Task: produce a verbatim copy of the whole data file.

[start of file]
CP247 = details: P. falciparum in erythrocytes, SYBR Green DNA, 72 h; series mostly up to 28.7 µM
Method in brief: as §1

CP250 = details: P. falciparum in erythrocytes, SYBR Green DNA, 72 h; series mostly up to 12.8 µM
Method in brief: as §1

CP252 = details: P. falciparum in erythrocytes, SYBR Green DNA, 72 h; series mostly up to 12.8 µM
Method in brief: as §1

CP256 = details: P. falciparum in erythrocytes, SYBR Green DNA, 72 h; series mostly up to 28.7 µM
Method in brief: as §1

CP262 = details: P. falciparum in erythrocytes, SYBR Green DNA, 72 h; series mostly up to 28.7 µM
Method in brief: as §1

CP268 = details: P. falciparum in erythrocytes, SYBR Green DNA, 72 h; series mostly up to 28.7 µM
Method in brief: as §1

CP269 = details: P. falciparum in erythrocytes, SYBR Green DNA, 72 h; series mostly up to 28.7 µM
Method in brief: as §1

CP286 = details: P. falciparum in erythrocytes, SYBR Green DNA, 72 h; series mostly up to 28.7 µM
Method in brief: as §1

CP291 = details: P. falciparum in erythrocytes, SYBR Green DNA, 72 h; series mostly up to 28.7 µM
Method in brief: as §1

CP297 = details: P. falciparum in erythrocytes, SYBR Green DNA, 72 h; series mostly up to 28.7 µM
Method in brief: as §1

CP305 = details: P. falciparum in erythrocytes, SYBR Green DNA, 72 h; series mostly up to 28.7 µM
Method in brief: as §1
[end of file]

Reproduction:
CP247 = details: P. falciparum in erythrocytes, SYBR Green DNA, 72 h; series mostly up to 28.7 µM
Method in brief: as §1

CP250 = details: P. falciparum in erythrocytes, SYBR Green DNA, 72 h; series mostly up to 12.8 µM
Method in brief: as §1

CP252 = details: P. falciparum in erythrocytes, SYBR Green DNA, 72 h; series mostly up to 12.8 µM
Method in brief: as §1

CP256 = details: P. falciparum in erythrocytes, SYBR Green DNA, 72 h; series mostly up to 28.7 µM
Method in brief: as §1

CP262 = details: P. falciparum in erythrocytes, SYBR Green DNA, 72 h; series mostly up to 28.7 µM
Method in brief: as §1

CP268 = details: P. falciparum in erythrocytes, SYBR Green DNA, 72 h; series mostly up to 28.7 µM
Method in brief: as §1

CP269 = details: P. falciparum in erythrocytes, SYBR Green DNA, 72 h; series mostly up to 28.7 µM
Method in brief: as §1

CP286 = details: P. falciparum in erythrocytes, SYBR Green DNA, 72 h; series mostly up to 28.7 µM
Method in brief: as §1

CP291 = details: P. falciparum in erythrocytes, SYBR Green DNA, 72 h; series mostly up to 28.7 µM
Method in brief: as §1

CP297 = details: P. falciparum in erythrocytes, SYBR Green DNA, 72 h; series mostly up to 28.7 µM
Method in brief: as §1

CP305 = details: P. falciparum in erythrocytes, SYBR Green DNA, 72 h; series mostly up to 28.7 µM
Method in brief: as §1